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Pulitzer Prize-Winning Poet Paul Muldoon Takes His Audience on a Journey

Renowned poet, literary critic, and winner of the Pulitzer Prize and the Griffin International Prize for Excellence in Poetry, Paul Muldoon took his audience of more than 150 on a journey, as he read a number of his poems at Trent University's Champlain College Lecture Hall on January 12.

The journey took listeners from Northern Ireland, where Mr. Muldoon and his siblings were raised, across the Atlantic to New Jersey and Vermont, where several of his poems were set. Finally, the journey came close to a close with a poem that was set in Mr. Muldoon's home. Dedicated to his wife, the poem titled The Ancestor, is about a painting of a "stern women, whose eyes follow you in an accusatory way."

Poems ranged from serious to what Mr. Muldoon called "silly" and "sillier" and many focused on his family, his upbringing and his brother, Joseph.

Mr. Muldoon, who Prof. Stephen Brown says knows poetry "intellectually and intuitively," last visited Trent seven years ago.

"Each time he comes back, he is more celebrated than the previous time he was here," said Prof. Brown, master, Champlain College.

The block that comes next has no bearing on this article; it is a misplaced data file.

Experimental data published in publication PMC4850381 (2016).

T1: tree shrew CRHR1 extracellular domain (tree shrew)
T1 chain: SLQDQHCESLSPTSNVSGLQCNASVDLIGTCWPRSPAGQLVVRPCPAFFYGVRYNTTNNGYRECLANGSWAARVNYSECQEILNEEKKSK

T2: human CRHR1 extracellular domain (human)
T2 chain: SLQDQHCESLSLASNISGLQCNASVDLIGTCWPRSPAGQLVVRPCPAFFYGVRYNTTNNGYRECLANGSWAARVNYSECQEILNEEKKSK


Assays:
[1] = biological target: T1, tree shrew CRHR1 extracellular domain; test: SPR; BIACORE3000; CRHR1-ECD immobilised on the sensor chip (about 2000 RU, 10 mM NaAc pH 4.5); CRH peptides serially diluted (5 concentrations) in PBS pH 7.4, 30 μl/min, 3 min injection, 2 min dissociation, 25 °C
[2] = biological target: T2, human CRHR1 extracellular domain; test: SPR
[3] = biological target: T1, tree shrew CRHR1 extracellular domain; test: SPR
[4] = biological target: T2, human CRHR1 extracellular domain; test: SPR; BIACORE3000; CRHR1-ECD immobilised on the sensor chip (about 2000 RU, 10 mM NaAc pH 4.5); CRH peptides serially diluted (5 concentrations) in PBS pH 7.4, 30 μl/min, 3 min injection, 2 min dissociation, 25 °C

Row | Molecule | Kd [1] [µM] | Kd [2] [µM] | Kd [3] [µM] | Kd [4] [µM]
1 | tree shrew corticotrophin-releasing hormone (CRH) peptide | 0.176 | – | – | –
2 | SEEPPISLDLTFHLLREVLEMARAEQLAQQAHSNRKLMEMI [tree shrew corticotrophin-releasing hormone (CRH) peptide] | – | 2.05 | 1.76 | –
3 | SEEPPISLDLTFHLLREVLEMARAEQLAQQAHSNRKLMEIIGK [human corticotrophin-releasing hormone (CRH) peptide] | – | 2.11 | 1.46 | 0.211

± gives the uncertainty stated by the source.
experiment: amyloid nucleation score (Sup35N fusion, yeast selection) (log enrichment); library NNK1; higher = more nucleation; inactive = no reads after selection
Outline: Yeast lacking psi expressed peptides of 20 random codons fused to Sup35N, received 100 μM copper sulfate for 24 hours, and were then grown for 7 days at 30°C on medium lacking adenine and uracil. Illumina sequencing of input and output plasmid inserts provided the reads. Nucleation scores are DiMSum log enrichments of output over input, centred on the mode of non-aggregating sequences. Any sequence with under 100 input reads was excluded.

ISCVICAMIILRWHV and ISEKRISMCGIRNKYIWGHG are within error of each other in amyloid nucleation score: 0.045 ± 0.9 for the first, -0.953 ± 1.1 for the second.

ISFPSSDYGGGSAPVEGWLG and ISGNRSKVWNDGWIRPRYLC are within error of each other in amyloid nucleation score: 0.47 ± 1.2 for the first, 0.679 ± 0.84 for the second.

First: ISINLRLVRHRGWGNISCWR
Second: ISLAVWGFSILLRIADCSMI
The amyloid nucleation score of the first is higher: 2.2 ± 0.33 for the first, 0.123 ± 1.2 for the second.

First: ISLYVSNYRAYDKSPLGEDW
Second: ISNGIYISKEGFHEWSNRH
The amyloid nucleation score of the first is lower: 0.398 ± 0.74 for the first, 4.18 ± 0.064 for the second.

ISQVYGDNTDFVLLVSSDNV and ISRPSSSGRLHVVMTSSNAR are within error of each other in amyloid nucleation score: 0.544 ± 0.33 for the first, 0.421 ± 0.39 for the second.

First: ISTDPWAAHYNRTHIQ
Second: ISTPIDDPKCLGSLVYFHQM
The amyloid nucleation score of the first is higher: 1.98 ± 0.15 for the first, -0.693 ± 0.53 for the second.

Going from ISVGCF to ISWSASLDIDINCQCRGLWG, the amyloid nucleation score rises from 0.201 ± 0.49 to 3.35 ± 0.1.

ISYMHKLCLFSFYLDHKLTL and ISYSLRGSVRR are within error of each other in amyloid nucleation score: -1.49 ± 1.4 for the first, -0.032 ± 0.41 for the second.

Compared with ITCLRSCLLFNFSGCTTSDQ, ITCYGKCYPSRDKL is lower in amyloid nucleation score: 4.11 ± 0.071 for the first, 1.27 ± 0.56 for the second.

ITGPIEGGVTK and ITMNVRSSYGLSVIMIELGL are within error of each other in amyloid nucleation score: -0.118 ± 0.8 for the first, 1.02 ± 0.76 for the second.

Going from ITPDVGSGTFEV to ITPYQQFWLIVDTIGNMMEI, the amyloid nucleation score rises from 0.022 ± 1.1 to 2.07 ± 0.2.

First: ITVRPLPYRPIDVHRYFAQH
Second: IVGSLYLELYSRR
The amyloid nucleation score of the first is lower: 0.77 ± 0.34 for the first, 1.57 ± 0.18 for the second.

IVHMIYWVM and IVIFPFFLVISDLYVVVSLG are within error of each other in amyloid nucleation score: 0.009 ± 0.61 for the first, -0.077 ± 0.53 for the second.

Mr. Muldoon encouraged audience members to interrupt, with questions or comments as he read.

"You won't be stopping me, you'll be part of a conversation," he said.

Mr. Muldoon is Howard G.B. Clark Professor in the Humanities at Princeton University and Professor of Poetry at Oxford University, a great honour to which he was elected in 1999.

Born in County Armagh, Northern Ireland in 1951, Mr. Muldoon was educated in Armagh and at the Queen's University of Belfast. From 1973 to 1986 he worked in Belfast as a radio and television producer for the British Broadcasting Corporation. Mr. Muldoon is a Fellow of the Royal Society of Literature and the American Academy of Arts and Sciences. Among his recent awards are the 1994 T.S. Eliot Prize, the 1997 Irish Times Poetry Prize, and the 1996 American Academy of Arts and Letters Award for Literature.

Mr. Muldoon's main collections of poetry are New Weather (1973), Mules (1977), Why Brownlee Left (1980), Quoof (1983), Meeting The British (1987), Madoc: A Mystery (1990), The Annals of Chile (1994), Hay (1998), Poems: 1968-1998 (2001), and Moy Sand and Gravel (2002).

The Times Literary Supplement has described Mr. Muldoon as "the most significant English-language poet born since the second World War."

Posted January 13, 2004

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